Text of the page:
Q&A: Will Bowen | July 2013

happy Q&A: Will Bowen | July 2013Will Bowen is the the founder of the nonprofit organization A Complaint Free World. His latest title is Happy This Year! The Secret to Getting Happy Once and for All.

There have been an increasing number of books about happiness coming out over the last few years—why do you think that is? What interests you personally about happiness?

Clearly people are searching for happiness like never before and, in my opinion, it is a fulfillment of [Abraham] Maslow’s theory about human beings’ hierarchy of needs [physiological, safety, love and belonging, esteem, self-actualization]. We now live in the wealthiest and healthiest time in history, and for those who are fortunate enough to live in the world’s most affluent and healthy societies, the next step is self-actualization, which includes being happy. What I find interesting about happiness is that while people are searching for it externally, happiness resides quietly within, waiting like a diamond mine to be discovered and ­harvested.

What is the one thing you would recommend to people who want to be happier? Is there anything (an attitude, a behavior) that you see routinely limiting people’s happiness?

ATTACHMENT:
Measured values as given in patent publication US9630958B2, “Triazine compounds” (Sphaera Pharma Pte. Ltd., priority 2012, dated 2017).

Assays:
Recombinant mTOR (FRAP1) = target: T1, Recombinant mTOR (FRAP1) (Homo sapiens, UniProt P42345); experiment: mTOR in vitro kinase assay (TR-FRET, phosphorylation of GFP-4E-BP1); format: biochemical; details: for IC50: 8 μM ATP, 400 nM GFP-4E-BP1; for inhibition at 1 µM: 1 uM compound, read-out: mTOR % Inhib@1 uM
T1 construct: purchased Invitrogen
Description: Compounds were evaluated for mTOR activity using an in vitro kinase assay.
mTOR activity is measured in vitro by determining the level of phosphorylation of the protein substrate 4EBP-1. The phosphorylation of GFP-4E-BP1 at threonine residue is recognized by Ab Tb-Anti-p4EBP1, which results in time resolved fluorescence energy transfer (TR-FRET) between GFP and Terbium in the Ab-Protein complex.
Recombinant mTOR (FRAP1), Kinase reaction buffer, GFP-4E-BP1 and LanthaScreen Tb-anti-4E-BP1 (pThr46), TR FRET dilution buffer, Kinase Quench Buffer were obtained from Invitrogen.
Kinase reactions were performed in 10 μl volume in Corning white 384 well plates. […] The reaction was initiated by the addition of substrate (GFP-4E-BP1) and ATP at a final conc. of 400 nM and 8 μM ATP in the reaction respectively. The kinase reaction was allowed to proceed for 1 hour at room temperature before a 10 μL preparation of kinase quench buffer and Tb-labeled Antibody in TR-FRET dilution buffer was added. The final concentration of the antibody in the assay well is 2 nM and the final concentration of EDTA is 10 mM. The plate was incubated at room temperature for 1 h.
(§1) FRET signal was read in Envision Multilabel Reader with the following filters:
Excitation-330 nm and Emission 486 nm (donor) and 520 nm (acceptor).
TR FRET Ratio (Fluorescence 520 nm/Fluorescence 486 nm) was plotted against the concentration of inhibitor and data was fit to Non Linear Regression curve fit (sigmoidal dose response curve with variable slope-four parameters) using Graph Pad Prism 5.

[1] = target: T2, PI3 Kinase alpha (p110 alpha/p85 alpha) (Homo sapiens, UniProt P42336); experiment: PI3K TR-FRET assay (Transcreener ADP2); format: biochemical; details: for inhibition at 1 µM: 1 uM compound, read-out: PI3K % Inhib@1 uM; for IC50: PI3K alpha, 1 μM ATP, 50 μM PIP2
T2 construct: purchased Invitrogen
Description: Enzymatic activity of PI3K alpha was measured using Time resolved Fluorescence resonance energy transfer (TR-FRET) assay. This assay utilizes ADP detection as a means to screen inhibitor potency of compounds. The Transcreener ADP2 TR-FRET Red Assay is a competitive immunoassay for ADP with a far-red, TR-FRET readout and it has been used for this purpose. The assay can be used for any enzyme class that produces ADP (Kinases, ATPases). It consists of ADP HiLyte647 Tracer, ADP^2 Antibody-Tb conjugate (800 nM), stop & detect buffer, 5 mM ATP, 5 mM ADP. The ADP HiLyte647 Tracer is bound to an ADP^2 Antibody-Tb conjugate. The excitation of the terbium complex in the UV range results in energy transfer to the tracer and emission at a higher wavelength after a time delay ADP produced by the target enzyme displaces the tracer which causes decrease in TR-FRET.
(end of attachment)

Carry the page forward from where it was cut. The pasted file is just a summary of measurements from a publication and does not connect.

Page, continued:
Abraham Lincoln wrote, “Most folks are about as happy as they make up their minds to be,” and yet few people realize that happiness is, indeed, a choice. I have interviewed a great many happy people, and, without exception, they describe themselves as being happy. This may sound trite, but it is an extremely powerful concept: decide that you are a happy person, describe yourself as being happy, and you will be happy.

Many psychologists prefer the term subjective well-being over happiness. Because happiness is subjective to the individual, it is important to decide just how happy we want to be. Setting a weekly happiness goal on a scale from one to ten, then measuring our progress several times a day, reminds us to choose a happier state of mind.

How does the experience of narrating an audiobook compare with the kind of public speaking you usually do? Did you prepare for narrating differently?

I read approximately 20 books a year and, typically, 17 or more are audiobooks. I have always loved audiobooks, and one of my greatest thrills was to be asked to narrate Happy This Year! I’ve spoken to audiences of several thousand people, and it is exciting to feel their energy. However, when I narrate an audiobook, I am developing an intimate relationship with the reader. As I narrate, I visualize people listening and work to assure that my voice conveys the content with passion and in an interesting and entertaining manner.

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Stephanie Klose About Stephanie Klose

Stephanie Klose (sklose@mediasourceinc.com, @sklose on Twitter) is Media Editor, Library Journal.

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